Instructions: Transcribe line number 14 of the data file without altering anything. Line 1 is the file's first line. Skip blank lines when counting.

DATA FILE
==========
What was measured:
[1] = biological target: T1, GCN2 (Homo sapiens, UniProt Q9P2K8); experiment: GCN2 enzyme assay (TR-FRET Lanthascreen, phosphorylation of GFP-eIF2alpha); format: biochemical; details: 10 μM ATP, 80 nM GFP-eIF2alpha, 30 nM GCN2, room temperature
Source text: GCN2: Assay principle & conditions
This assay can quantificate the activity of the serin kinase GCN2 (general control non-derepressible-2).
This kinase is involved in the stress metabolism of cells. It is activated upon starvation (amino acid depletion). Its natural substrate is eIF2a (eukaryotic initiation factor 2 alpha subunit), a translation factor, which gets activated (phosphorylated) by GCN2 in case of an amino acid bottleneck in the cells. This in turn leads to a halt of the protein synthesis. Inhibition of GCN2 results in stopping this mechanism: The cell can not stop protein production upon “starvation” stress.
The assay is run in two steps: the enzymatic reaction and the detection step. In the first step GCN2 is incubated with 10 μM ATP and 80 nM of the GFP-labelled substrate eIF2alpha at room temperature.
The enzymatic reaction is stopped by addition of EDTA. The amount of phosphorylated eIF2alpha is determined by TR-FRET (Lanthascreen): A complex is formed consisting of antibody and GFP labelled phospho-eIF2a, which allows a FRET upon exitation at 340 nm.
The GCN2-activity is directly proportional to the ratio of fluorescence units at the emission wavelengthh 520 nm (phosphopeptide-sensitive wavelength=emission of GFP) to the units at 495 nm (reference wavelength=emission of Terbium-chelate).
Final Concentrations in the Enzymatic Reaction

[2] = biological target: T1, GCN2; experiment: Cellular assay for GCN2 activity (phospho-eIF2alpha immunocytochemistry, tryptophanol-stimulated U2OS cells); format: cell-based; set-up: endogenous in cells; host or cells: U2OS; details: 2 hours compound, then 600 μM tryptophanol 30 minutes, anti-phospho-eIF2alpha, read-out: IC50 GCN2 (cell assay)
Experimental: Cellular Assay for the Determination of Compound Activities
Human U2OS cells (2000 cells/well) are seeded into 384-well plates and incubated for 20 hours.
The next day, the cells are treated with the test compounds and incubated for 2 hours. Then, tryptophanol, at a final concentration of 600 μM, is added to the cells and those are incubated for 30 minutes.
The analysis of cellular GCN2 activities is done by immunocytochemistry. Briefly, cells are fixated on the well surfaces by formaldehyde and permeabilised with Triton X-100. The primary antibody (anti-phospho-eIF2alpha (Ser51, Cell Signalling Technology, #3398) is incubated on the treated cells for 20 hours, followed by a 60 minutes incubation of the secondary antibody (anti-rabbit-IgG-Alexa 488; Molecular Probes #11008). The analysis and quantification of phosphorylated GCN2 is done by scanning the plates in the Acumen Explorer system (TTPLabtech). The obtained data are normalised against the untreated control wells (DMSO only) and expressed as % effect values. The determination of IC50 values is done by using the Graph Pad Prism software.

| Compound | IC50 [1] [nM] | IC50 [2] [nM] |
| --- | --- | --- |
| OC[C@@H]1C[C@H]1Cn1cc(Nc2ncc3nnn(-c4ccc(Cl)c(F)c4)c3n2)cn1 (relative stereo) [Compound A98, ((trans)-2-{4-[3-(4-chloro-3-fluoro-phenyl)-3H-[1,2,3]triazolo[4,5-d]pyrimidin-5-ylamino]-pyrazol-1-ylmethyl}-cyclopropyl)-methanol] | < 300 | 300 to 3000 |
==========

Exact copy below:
The analysis of cellular GCN2 activities is done by immunocytochemistry. Briefly, cells are fixated on the well surfaces by formaldehyde and permeabilised with Triton X-100. The primary antibody (anti-phospho-eIF2alpha (Ser51, Cell Signalling Technology, #3398) is incubated on the treated cells for 20 hours, followed by a 60 minutes incubation of the secondary antibody (anti-rabbit-IgG-Alexa 488; Molecular Probes #11008). The analysis and quantification of phosphorylated GCN2 is done by scanning the plates in the Acumen Explorer system (TTPLabtech). The obtained data are normalised against the untreated control wells (DMSO only) and expressed as % effect values. The determination of IC50 values is done by using the Graph Pad Prism software.